Become a morning person. How to end insomnia for $520.99

[edit 7.29.2012: see the bottom of this post for up-to-date recommendations]

 

 

I regularly can't fall asleep.  

I often can't fall asleep even when I feel tired.  

Once asleep, I generally sleep through the night just fine.  

It's nearly impossible for me to wake up early in the morning.  

Pulling an all-nighter is surprisingly easy for me.  

I generally direct my lifestyle to avoid morning commitments.


I have delayed sleep phase syndrome, a common form of insomnia.  Sound familiar anyone? 


Or as Wikipedia describes it:

 

Attempting to force oneself onto daytime society's schedule with DSPS has been compared to constantly living with 6 hours of jet lag; the disorder has, in fact, been referred to as "social jet lag".[7] Often, sufferers manage only a few hours sleep a night during the working week, then compensate by sleeping until the afternoon on weekends. Sleeping in on weekends, and/or taking long naps during the day, may give people with the disorder relief from daytime sleepiness but may also perpetuate the late sleep phase.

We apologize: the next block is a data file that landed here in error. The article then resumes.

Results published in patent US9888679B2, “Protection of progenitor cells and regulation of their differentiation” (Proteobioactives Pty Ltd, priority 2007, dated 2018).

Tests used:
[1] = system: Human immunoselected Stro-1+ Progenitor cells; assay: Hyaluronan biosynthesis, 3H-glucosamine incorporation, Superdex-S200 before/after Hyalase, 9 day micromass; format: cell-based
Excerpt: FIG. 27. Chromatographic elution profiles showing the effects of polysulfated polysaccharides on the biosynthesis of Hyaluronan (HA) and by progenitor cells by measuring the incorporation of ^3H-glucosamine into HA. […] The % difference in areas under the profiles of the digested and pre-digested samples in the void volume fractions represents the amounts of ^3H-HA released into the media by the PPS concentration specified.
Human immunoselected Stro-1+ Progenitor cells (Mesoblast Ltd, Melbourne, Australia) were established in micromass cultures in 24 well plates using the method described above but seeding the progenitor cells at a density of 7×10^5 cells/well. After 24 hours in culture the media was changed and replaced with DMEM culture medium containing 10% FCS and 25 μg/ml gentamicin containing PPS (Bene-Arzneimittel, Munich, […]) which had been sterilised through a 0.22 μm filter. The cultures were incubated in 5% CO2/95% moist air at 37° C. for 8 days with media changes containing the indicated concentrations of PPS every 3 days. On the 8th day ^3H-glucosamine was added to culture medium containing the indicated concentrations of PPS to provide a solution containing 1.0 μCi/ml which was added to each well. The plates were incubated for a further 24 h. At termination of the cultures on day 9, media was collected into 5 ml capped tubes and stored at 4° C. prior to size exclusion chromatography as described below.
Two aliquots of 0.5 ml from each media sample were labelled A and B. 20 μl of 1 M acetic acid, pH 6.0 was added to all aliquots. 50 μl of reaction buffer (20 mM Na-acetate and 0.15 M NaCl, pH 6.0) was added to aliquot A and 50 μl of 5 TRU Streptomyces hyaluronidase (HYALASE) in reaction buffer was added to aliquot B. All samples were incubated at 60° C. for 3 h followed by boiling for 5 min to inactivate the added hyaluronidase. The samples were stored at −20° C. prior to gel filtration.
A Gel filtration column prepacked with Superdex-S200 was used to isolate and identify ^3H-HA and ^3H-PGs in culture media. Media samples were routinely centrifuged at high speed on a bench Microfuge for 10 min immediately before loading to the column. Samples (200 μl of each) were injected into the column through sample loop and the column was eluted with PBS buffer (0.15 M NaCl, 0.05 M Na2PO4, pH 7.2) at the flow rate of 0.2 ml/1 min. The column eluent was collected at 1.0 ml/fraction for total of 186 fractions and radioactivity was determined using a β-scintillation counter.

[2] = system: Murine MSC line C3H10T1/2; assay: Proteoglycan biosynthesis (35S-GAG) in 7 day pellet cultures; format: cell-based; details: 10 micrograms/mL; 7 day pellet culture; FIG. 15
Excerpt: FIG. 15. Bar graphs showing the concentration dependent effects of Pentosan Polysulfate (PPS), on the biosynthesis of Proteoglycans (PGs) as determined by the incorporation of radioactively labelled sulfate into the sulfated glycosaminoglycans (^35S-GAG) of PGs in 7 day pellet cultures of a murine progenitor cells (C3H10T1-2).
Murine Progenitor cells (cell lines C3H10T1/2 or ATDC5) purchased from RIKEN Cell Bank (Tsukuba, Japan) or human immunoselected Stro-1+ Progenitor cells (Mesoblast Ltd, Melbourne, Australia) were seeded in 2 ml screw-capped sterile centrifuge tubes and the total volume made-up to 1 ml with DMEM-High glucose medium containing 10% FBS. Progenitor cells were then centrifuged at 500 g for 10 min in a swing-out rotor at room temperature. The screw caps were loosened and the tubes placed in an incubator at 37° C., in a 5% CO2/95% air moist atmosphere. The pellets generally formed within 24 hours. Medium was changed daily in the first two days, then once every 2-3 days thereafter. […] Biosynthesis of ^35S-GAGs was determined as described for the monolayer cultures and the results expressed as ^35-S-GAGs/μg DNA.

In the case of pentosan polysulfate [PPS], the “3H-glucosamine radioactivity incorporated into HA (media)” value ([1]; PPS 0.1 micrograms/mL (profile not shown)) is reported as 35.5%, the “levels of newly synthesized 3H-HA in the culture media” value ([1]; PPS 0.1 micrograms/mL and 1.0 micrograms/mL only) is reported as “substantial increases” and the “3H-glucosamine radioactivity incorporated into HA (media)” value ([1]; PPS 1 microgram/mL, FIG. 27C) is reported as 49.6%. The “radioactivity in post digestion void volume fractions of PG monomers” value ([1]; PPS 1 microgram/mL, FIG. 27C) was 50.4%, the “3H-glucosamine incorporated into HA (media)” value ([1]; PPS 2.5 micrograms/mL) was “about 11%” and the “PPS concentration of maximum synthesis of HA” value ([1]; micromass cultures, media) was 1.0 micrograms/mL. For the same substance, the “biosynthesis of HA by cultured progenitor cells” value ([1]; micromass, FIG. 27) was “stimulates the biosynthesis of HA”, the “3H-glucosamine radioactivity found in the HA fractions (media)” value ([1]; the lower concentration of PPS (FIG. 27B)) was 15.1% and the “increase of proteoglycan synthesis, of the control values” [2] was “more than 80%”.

People with DSPS can be called extreme night owls. They feel most alert and say they function best and are most creative in the evening and at night. DSPS patients cannot simply force themselves to sleep early. They may toss and turn for hours in bed, and sometimes not sleep at all, before reporting to work or school. Less extreme and more flexible night owls, and indeed morning larks, are within the normalchronotype spectrum.